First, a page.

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Are you always busy, yet not achieving much?

DSC05058Time management is such an important issue to me that in the early days of this blog, there was a huge focus on the subject. Plus, one of my very first posts, 10 Easy Steps to Improve Time Management and Reduce Stress, was featured on Freshly Pressed, which drove tons of traffic to this blog. It was obvious to me that time management was a huge issue for people, and for the first time in my life I was excelling in that area.

I periodically updated this blog with tips on time management, as I tried out new systems and shared what worked best for me. And then there was a dry spell as I focused on other things, until I came around the other day and wrote another post on time management. There were two great comments on the post, which inspired me to expand a little on one of my replies there. Continue Reading →

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Improve Time Management by Working in Blocks

DSC05002I was just listening to an audio recording at this gym this afternoon that gave some recommendations to improve time management. Most important: schedule your personal events first, then arrange your business activities around those.

How many people actually do that?!

Very few, I’m sure. It’s been a while since I updated you on my current time management system. It changes from time to time, and while I was really good about sharing my systems back in 2011, I haven’t shared anything with you in quite some time. So, how did I improve time management this year? Continue Reading →

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Are you happy on weekdays, or just on weekends?

The other day, I received an email from someone who ended the message with something like, “We’re one day closer to Friday.” There was a little smiley face at the end. Like it was a happy thing that this person had one less day in their life.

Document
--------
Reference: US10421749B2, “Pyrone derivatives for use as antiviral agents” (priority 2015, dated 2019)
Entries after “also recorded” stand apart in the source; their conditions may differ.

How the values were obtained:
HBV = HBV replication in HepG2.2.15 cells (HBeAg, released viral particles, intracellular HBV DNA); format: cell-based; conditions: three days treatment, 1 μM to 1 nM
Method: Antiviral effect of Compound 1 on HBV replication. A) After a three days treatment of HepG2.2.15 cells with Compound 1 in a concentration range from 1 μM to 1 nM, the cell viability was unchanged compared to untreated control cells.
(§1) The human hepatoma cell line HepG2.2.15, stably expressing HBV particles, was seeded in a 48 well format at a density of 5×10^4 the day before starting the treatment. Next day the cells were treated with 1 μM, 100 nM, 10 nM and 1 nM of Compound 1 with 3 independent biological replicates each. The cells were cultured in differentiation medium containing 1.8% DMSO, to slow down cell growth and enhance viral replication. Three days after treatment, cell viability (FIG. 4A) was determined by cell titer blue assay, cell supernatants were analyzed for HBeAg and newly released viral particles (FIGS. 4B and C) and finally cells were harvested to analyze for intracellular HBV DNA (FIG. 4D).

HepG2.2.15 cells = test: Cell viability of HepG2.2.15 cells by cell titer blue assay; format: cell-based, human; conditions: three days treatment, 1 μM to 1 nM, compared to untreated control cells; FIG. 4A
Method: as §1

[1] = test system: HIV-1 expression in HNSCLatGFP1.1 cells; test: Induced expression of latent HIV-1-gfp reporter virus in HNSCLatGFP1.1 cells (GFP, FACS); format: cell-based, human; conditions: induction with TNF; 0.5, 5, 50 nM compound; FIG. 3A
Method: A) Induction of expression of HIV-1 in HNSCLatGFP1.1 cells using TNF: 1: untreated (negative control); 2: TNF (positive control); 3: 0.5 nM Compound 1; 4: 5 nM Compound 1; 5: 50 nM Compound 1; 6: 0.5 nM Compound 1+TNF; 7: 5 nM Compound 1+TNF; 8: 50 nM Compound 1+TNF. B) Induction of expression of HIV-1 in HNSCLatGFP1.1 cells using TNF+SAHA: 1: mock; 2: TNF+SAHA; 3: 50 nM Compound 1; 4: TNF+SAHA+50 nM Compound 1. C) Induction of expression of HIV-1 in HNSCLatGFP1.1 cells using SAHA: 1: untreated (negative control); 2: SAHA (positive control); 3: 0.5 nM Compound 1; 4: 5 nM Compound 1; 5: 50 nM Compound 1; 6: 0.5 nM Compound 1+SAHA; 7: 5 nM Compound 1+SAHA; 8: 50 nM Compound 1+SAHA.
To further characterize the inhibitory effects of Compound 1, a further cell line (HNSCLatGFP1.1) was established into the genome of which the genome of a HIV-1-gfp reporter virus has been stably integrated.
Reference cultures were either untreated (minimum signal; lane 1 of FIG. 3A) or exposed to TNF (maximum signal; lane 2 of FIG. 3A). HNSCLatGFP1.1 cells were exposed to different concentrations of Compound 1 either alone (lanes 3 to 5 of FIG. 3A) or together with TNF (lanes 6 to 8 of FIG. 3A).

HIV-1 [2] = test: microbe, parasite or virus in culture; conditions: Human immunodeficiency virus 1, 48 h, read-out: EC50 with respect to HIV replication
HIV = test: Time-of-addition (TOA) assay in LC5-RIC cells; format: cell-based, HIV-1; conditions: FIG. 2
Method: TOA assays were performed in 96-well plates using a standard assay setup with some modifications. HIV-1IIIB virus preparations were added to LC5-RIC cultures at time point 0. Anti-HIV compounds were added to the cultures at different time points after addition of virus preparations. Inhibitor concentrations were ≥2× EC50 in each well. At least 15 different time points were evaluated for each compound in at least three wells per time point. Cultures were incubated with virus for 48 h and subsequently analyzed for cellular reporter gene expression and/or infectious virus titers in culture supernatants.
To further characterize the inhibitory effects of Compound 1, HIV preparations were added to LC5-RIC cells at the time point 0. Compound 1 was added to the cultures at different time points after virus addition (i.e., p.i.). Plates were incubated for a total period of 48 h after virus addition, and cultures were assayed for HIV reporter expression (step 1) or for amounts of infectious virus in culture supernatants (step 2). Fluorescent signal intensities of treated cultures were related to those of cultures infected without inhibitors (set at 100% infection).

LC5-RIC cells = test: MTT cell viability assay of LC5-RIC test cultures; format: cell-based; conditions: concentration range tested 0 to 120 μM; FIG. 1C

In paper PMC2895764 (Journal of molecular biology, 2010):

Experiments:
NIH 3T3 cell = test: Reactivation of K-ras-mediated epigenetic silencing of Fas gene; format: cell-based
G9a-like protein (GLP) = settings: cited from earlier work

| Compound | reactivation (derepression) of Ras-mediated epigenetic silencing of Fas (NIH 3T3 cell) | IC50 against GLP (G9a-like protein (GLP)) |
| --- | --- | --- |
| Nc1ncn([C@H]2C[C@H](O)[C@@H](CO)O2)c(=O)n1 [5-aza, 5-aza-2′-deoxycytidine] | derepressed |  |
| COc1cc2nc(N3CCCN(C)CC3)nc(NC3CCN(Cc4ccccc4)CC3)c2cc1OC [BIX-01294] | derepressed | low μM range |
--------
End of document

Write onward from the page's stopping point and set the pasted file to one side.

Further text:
It made me a little sad to read this. Perhaps it was a simple work joke (I truly hope this is the case), but it gave me the sense that this person was actually hoping the week would speed by so Friday would come faster.

Have you ever felt like this?

Do you currently feel like this? Are you thrilled that today is Friday, because you know the weekend is just around the corner? Are you happy that your “real” life starts today at 5pm?

Continue Reading →

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Improve your time management with Wunderlist

It’s been a while since I wrote a post on time management, and I know that it’s still an issue for many people because my post 10 Easy steps to improve time management and reduce stress is still the #1 post on this blog. In the two years since I wrote that post, I’ve experimented with a number of different techniques.

To me, it all comes down to priorities and clearing the tasks out of your mind. But one of the tools that I’ve found most useful in the past several months is Wunderlist. It’s a free app, available for iPhone, iPad, Mac, Android, and Windows.

I’ve been using it to set up all of my tasks. Each day, I identify my top priority tasks and work on them. If any tasks are left at the end of the day, I re-program them for the following days. And if new tasks pop up during the day, when I think of new tasks to do, I just add them to my Wunderlist.

It’s been a fantastic way to get things out of my head and stay focused on the task at hand. Often, I’ll be looking for something online as part of one of my tasks and I’ll come across an interesting article or something that can help me with work. Rather than distracting myself by reading it at that time, I’ll just copy and paste the URL into my Wunderlist with a note to read the article later.